In Acts 1:9, we read about the Savior's final meeting with His followers after His resurrection. This special meeting took place 40 days following His resurrection (Acts 1:3). Jesus had told His disciples to meet Him in Galilee on Mount Olivet (Matthew 28:10; Acts 1:12). Now that He was about to return to Heaven, He had hoped to use this time to encourage them. Concerning this final visit, it is written, "And when He had spoken these things, while they beheld, He was taken up; and a cloud received Him out of their sight" (Acts 1:9). Since we now know that clouds are angels, we can safely conclude that the cloud that received Jesus was a large group of awaiting angels. They received their LORD and transported Him back to Heaven.
Interestingly, two of the angels stayed back to comfort the onlooking disciples. In Acts 1:10, we read, "And while they looked steadfastly toward Heaven as He went up, behold two men stood by them in white apparel; which also said, Ye men of Galilee, why stand ye gazing up into Heaven? This same Jesus, which is taken up from you into Heaven, shall so come in like manner as ye have seen Him go into Heaven" (vs 10, 11). As we continue to apply our key, we learn from these angels that Jesus will return in the same way as He ascended into Heaven, with thousands of angels attending Him.
This is exactly what Jesus told His disciples when describing the scene of His second coming in Matthew 25:31: "When the Son of man shall come in His glory, and all the holy angels with Him, then shall He sit upon the throne of glory." Angels, or clouds, are going to escort Jesus at the second coming, just as the angels told His disciples as they watched Him ascend into the clouds on Mount Olivet. And according to Matthew 24:31, the angels, or clouds, that return with Jesus will have important work to do. "And then shall appear the sign of the Son of man in Heaven: and then shall all the tribes of the earth mourn, and they shall see the Son of man coming in the clouds (with the angels) of Heaven with power and great glory. And He shall send His angels (clouds) with a great sound of a trumpet, and they shall gather together His elect from the four winds, from one end of the heaven to the other" (vs. 30, 31). As you can see, angels will gather the living and resurrected saints, and prepare them to meet the LORD in the air (1 Thessalonians 4:13-17).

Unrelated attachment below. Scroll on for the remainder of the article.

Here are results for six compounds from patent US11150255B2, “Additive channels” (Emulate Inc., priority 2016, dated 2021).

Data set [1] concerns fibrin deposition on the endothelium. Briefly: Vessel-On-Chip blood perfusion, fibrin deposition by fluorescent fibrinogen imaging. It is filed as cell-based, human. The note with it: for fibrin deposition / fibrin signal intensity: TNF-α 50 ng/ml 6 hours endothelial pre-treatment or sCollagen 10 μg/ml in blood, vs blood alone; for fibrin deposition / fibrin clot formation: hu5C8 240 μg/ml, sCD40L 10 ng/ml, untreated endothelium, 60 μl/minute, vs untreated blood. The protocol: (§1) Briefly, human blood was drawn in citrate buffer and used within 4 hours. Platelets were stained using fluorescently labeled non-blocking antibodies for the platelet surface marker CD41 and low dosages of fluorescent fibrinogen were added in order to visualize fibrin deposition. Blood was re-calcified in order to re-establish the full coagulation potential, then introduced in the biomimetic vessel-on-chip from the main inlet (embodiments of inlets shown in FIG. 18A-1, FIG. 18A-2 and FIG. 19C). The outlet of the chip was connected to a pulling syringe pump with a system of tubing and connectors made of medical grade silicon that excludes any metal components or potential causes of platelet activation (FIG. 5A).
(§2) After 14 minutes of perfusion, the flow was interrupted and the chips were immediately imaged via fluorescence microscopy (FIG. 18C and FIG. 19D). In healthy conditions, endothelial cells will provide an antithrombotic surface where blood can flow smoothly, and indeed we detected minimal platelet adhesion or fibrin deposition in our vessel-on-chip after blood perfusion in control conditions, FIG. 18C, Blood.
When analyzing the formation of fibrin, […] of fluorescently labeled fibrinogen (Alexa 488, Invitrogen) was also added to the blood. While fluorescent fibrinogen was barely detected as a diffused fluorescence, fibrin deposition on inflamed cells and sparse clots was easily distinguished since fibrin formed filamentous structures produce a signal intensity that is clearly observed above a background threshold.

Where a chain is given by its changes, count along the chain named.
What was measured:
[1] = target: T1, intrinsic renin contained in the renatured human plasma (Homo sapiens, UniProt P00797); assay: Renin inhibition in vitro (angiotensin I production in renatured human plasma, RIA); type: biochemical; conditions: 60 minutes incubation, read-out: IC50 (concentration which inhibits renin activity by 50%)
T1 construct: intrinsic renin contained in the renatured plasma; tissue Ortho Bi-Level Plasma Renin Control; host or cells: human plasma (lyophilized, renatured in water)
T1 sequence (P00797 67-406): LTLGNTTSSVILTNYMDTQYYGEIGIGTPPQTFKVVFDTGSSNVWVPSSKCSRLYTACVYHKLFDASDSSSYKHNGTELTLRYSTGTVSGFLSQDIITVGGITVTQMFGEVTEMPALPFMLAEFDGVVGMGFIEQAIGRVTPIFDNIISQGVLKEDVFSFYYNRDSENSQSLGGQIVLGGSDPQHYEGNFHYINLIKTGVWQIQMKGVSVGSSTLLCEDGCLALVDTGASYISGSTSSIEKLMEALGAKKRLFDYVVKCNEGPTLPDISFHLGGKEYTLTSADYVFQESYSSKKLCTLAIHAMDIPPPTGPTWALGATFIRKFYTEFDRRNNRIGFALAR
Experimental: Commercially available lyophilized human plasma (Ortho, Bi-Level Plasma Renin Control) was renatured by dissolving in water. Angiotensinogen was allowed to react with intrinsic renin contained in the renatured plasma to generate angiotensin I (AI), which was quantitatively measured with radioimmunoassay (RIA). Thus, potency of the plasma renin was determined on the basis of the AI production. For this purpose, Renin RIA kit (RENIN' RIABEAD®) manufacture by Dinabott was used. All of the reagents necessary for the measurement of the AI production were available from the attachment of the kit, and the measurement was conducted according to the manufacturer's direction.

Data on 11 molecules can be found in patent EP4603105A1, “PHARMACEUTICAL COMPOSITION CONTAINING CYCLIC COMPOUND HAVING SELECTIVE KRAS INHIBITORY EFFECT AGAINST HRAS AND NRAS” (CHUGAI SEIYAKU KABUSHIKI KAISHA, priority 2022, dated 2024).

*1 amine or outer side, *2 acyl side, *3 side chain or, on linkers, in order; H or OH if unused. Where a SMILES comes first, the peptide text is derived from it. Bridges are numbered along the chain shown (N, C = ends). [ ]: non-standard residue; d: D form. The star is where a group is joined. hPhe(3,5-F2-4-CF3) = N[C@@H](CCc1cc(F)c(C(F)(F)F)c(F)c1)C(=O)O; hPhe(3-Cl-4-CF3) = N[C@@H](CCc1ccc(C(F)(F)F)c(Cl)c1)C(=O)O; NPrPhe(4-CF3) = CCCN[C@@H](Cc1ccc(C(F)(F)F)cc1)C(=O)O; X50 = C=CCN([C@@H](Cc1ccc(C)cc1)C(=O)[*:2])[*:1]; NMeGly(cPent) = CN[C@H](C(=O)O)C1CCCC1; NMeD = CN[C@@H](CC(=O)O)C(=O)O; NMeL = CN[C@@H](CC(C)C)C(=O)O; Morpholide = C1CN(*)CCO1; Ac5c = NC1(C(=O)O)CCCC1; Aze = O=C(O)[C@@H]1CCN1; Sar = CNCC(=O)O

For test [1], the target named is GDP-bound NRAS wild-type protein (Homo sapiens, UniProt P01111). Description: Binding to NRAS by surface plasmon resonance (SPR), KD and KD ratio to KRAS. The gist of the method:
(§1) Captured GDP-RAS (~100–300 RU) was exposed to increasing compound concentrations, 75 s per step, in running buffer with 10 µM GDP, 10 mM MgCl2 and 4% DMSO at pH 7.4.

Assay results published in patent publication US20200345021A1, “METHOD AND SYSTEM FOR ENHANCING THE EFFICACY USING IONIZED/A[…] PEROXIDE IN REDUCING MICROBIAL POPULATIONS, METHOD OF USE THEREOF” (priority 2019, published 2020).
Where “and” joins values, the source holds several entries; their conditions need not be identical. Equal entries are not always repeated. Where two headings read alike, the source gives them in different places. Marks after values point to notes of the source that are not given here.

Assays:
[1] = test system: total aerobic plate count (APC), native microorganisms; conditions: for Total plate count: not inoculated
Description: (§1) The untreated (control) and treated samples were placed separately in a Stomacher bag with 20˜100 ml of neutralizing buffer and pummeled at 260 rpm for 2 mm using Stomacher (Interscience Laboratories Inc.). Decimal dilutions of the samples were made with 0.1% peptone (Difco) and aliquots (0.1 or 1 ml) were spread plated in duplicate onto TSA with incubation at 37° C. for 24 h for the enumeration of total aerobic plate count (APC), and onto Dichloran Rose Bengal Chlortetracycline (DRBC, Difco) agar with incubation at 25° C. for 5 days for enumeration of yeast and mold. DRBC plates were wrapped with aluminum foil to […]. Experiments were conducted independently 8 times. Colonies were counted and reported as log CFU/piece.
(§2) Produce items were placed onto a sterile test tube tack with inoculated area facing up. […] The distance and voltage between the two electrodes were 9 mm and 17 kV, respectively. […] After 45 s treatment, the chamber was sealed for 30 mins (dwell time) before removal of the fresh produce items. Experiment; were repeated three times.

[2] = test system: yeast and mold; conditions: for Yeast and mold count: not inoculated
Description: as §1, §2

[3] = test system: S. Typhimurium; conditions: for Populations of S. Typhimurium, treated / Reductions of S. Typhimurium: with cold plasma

This is only one example of how to apply the key. Others include Elijah's translation to Heaven in a chariot of fire, which we now understand to be angels. Or Elisha's prayer for God to open the eyes of his worried servant when their city was surrounded by a wicked king who had come to capture him. Elisha's prayer allowed his servant to see what Elisha saw through the eyes of faith--thousands of chariots of fire surrounding them to protect them. Using the key, we now know that chariots are thousands of angels.
Friends, we can trust the Bible. But we must make an effort to dive deeper to understand His expressed will. I hope you have enjoyed today's devotional thought, because we will cover other exciting subjects over the next few days. Using the key will allow the Bible to interpret itself, and in doing so, we will be drawn closer to our loving Savior.
Please let us know if you have a Bible subject that you'd like to understand better. You can contact us at www.onethoughtfulhour.com. Until next time, Maranatha!
Praying for you--Pastor DL